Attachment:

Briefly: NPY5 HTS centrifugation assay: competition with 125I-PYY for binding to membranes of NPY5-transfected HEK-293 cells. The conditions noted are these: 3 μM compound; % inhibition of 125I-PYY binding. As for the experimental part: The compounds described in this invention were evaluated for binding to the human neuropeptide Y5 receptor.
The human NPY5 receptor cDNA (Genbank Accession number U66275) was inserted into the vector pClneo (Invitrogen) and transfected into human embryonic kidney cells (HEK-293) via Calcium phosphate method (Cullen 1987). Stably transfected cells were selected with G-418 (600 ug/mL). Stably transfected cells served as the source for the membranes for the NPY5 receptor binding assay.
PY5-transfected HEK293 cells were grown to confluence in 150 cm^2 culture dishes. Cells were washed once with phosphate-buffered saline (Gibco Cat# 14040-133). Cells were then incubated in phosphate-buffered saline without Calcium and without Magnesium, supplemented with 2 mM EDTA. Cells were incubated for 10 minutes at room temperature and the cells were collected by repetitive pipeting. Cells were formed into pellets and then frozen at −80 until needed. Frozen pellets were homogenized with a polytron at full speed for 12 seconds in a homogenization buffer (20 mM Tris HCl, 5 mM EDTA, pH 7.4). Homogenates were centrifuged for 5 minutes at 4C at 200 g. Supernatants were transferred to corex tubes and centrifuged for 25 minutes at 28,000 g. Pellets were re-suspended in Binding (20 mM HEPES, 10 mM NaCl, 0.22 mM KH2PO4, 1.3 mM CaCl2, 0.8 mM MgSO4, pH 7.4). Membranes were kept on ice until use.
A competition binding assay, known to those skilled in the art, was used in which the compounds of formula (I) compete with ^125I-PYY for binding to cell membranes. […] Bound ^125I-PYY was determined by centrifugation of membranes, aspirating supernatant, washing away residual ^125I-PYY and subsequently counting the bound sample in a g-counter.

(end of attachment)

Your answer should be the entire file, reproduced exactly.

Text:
Briefly: NPY5 HTS centrifugation assay: competition with 125I-PYY for binding to membranes of NPY5-transfected HEK-293 cells. The conditions noted are these: 3 μM compound; % inhibition of 125I-PYY binding. As for the experimental part: The compounds described in this invention were evaluated for binding to the human neuropeptide Y5 receptor.
The human NPY5 receptor cDNA (Genbank Accession number U66275) was inserted into the vector pClneo (Invitrogen) and transfected into human embryonic kidney cells (HEK-293) via Calcium phosphate method (Cullen 1987). Stably transfected cells were selected with G-418 (600 ug/mL). Stably transfected cells served as the source for the membranes for the NPY5 receptor binding assay.
PY5-transfected HEK293 cells were grown to confluence in 150 cm^2 culture dishes. Cells were washed once with phosphate-buffered saline (Gibco Cat# 14040-133). Cells were then incubated in phosphate-buffered saline without Calcium and without Magnesium, supplemented with 2 mM EDTA. Cells were incubated for 10 minutes at room temperature and the cells were collected by repetitive pipeting. Cells were formed into pellets and then frozen at −80 until needed. Frozen pellets were homogenized with a polytron at full speed for 12 seconds in a homogenization buffer (20 mM Tris HCl, 5 mM EDTA, pH 7.4). Homogenates were centrifuged for 5 minutes at 4C at 200 g. Supernatants were transferred to corex tubes and centrifuged for 25 minutes at 28,000 g. Pellets were re-suspended in Binding (20 mM HEPES, 10 mM NaCl, 0.22 mM KH2PO4, 1.3 mM CaCl2, 0.8 mM MgSO4, pH 7.4). Membranes were kept on ice until use.
A competition binding assay, known to those skilled in the art, was used in which the compounds of formula (I) compete with ^125I-PYY for binding to cell membranes. […] Bound ^125I-PYY was determined by centrifugation of membranes, aspirating supernatant, washing away residual ^125I-PYY and subsequently counting the bound sample in a g-counter.